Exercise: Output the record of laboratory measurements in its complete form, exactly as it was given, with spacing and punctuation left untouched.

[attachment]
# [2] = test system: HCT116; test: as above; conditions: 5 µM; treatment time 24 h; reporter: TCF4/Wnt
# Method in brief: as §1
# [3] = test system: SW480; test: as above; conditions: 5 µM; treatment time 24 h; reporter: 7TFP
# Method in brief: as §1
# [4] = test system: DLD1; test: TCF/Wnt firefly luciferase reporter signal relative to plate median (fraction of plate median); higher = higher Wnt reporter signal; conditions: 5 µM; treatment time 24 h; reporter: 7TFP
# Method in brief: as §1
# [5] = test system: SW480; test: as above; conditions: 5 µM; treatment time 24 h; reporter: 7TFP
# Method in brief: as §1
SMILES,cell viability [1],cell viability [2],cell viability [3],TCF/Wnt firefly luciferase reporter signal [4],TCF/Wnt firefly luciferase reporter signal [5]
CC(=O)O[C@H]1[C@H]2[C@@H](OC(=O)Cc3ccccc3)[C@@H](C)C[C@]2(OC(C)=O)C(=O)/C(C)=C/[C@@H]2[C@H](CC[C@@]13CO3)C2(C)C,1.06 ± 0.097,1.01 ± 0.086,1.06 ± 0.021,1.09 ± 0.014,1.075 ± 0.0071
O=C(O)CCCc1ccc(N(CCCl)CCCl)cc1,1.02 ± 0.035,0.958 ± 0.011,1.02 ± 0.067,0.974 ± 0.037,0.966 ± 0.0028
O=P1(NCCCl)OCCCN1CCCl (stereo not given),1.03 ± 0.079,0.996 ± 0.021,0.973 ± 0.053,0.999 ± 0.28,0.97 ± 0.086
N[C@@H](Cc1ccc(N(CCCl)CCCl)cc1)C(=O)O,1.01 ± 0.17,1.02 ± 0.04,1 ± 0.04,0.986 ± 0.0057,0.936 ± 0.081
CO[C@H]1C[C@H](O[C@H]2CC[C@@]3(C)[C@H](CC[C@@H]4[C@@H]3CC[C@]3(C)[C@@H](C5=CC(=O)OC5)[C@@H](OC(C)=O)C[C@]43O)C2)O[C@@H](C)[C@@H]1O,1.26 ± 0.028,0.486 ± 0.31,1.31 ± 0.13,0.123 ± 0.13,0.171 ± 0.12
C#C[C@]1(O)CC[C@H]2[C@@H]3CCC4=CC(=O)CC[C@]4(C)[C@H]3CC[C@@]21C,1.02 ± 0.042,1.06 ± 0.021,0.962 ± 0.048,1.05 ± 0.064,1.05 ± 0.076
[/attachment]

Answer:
# [2] = test system: HCT116; test: as above; conditions: 5 µM; treatment time 24 h; reporter: TCF4/Wnt
# Method in brief: as §1
# [3] = test system: SW480; test: as above; conditions: 5 µM; treatment time 24 h; reporter: 7TFP
# Method in brief: as §1
# [4] = test system: DLD1; test: TCF/Wnt firefly luciferase reporter signal relative to plate median (fraction of plate median); higher = higher Wnt reporter signal; conditions: 5 µM; treatment time 24 h; reporter: 7TFP
# Method in brief: as §1
# [5] = test system: SW480; test: as above; conditions: 5 µM; treatment time 24 h; reporter: 7TFP
# Method in brief: as §1
SMILES,cell viability [1],cell viability [2],cell viability [3],TCF/Wnt firefly luciferase reporter signal [4],TCF/Wnt firefly luciferase reporter signal [5]
CC(=O)O[C@H]1[C@H]2[C@@H](OC(=O)Cc3ccccc3)[C@@H](C)C[C@]2(OC(C)=O)C(=O)/C(C)=C/[C@@H]2[C@H](CC[C@@]13CO3)C2(C)C,1.06 ± 0.097,1.01 ± 0.086,1.06 ± 0.021,1.09 ± 0.014,1.075 ± 0.0071
O=C(O)CCCc1ccc(N(CCCl)CCCl)cc1,1.02 ± 0.035,0.958 ± 0.011,1.02 ± 0.067,0.974 ± 0.037,0.966 ± 0.0028
O=P1(NCCCl)OCCCN1CCCl (stereo not given),1.03 ± 0.079,0.996 ± 0.021,0.973 ± 0.053,0.999 ± 0.28,0.97 ± 0.086
N[C@@H](Cc1ccc(N(CCCl)CCCl)cc1)C(=O)O,1.01 ± 0.17,1.02 ± 0.04,1 ± 0.04,0.986 ± 0.0057,0.936 ± 0.081
CO[C@H]1C[C@H](O[C@H]2CC[C@@]3(C)[C@H](CC[C@@H]4[C@@H]3CC[C@]3(C)[C@@H](C5=CC(=O)OC5)[C@@H](OC(C)=O)C[C@]43O)C2)O[C@@H](C)[C@@H]1O,1.26 ± 0.028,0.486 ± 0.31,1.31 ± 0.13,0.123 ± 0.13,0.171 ± 0.12
C#C[C@]1(O)CC[C@H]2[C@@H]3CCC4=CC(=O)CC[C@]4(C)[C@H]3CC[C@@]21C,1.02 ± 0.042,1.06 ± 0.021,0.962 ± 0.048,1.05 ± 0.064,1.05 ± 0.076